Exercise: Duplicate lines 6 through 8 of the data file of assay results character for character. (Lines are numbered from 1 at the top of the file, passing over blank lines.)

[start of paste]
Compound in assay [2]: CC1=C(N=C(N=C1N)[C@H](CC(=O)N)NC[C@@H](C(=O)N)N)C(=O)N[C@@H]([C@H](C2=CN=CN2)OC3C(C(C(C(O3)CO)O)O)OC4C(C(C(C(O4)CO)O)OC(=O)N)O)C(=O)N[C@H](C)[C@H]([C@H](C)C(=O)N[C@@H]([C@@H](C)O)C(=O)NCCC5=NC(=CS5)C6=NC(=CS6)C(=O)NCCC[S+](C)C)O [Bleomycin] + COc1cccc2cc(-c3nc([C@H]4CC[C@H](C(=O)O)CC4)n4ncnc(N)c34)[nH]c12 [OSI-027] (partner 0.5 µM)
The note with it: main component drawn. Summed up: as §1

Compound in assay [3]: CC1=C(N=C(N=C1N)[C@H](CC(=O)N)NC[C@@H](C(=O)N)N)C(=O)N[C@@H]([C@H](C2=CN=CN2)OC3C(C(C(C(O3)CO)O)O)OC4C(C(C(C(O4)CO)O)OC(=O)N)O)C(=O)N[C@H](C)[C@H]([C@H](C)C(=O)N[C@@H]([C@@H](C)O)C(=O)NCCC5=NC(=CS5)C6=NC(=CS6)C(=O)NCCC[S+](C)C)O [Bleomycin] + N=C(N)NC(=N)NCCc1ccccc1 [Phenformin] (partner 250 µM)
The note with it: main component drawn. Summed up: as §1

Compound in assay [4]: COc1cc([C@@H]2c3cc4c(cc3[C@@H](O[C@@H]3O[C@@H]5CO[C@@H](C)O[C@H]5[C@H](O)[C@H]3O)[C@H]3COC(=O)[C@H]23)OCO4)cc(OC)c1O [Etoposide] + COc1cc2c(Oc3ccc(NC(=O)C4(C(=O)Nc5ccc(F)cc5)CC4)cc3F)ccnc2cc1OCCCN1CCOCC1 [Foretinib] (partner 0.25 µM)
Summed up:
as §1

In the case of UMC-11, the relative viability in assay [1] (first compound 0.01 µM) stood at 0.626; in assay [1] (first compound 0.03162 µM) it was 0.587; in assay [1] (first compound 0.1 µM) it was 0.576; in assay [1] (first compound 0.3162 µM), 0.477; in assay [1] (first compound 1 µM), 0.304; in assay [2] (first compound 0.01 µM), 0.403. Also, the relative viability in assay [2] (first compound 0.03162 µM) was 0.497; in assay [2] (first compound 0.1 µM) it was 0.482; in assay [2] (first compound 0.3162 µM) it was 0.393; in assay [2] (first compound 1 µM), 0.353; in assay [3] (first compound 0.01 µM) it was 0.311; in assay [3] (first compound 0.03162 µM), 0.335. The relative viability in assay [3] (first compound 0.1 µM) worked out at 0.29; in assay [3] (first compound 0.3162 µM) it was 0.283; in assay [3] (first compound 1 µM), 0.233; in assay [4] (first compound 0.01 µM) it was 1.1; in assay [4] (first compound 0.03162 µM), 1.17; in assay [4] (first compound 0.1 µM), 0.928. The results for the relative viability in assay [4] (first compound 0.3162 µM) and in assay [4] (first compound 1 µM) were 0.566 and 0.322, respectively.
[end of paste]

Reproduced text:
Summed up:
as §1

In the case of UMC-11, the relative viability in assay [1] (first compound 0.01 µM) stood at 0.626; in assay [1] (first compound 0.03162 µM) it was 0.587; in assay [1] (first compound 0.1 µM) it was 0.576; in assay [1] (first compound 0.3162 µM), 0.477; in assay [1] (first compound 1 µM), 0.304; in assay [2] (first compound 0.01 µM), 0.403. Also, the relative viability in assay [2] (first compound 0.03162 µM) was 0.497; in assay [2] (first compound 0.1 µM) it was 0.482; in assay [2] (first compound 0.3162 µM) it was 0.393; in assay [2] (first compound 1 µM), 0.353; in assay [3] (first compound 0.01 µM) it was 0.311; in assay [3] (first compound 0.03162 µM), 0.335. The relative viability in assay [3] (first compound 0.1 µM) worked out at 0.29; in assay [3] (first compound 0.3162 µM) it was 0.283; in assay [3] (first compound 1 µM), 0.233; in assay [4] (first compound 0.01 µM) it was 1.1; in assay [4] (first compound 0.03162 µM), 1.17; in assay [4] (first compound 0.1 µM), 0.928. The results for the relative viability in assay [4] (first compound 0.3162 µM) and in assay [4] (first compound 1 µM) were 0.566 and 0.322, respectively.